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Pair of Tiffany Studios New York "Globe" Glass and Bronze Chandeliers

This enchanting pair of Tiffany Studios New York "hanging globe" chandeliers are composed of two reticulated glass shades. Tiffany’s idea of blowing glass through openwork bronze had evolved in the 1890s with a series of Byzantine revival fuel lamps. The technique was popularized by 19th-century Muranese Glassmakers Salvati as a derivation of the Ancient Roman cage cup (vasa diatreta). In the 4th century, Roman glassmakers encased blown glass vessels in a delicate cage of glass. In Tiffany’s version, glass is blown through an ogival pattern cage. Originating in 11th-century Byzantine textiles, the ogival pattern became established in Italy, Ottoman Turkey, North Africa, and as far west as the Balkans.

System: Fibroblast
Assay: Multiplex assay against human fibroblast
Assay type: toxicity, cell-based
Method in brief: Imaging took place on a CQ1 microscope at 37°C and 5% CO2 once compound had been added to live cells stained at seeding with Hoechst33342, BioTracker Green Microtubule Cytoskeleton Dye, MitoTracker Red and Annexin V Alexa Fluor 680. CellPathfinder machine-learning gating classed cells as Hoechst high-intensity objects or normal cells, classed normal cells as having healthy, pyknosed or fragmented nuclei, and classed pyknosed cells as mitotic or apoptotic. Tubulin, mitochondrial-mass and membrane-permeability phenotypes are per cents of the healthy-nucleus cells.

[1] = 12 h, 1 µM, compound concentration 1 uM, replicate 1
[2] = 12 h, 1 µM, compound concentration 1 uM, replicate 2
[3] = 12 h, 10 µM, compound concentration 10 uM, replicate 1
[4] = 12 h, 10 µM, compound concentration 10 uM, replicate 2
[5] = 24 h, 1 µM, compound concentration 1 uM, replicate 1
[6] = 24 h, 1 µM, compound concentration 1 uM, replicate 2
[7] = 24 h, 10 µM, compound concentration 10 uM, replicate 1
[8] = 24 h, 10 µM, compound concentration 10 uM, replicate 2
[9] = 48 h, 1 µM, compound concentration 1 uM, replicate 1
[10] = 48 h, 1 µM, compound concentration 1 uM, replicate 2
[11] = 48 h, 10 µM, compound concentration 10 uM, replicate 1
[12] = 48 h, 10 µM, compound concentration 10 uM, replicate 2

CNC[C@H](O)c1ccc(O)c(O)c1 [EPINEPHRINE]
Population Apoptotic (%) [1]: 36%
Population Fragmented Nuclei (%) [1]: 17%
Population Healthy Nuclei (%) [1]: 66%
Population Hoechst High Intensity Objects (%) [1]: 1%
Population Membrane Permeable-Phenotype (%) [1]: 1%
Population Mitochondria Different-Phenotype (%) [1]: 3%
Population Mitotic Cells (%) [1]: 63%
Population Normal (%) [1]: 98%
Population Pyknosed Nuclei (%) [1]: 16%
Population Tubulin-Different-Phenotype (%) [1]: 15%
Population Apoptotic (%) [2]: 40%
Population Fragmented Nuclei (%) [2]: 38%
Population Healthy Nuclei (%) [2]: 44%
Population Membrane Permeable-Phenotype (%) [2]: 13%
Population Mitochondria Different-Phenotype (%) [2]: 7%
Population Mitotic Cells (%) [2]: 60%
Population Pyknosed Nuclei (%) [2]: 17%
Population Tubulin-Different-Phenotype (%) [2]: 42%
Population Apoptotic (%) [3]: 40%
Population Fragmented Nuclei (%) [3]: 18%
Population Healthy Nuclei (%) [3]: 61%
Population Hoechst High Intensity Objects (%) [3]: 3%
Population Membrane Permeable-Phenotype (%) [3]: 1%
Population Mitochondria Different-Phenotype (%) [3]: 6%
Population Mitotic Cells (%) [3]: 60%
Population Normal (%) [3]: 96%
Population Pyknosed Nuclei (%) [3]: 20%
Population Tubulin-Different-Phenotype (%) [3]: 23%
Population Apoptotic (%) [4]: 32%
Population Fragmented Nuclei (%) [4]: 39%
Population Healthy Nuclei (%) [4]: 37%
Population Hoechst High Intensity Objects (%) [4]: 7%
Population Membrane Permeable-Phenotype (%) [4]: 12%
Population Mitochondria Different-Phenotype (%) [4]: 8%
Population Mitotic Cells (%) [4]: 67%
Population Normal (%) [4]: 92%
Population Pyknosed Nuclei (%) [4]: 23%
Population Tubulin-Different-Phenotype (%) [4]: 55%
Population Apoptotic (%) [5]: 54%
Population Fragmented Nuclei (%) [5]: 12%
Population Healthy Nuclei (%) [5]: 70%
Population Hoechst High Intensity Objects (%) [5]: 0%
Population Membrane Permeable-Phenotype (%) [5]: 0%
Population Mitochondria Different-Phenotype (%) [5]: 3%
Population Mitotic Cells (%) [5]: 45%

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  • Product Details
  • Curator's Notes

Item #: L-20851
Artist: Tiffany Studios New York
Country: United States
Circa: 1900
Dimensions: 5" diameter; 7.5” shade length, 18" length (with chain)
Materials: Favrile Glass, bronze
Literature: A similar example is pictured in Tiffany Lamps and Metalware by Alastair Duncan, pg 290, illustration number 135.

Tiffany’s globe chandeliers were based on Roman Cage Cups. Cage cups were a type of luxury late Roman glass vessel, found from roughly the 4th century, and "the pinnacle of Roman achievements in glass-making" About fifty cups or, more often, fragments have survived, and there are only a few in near-complete condition. Most have a cage with circular geometrical patterns, often with an "inscription", or phrase in letters above the reticulated area as well.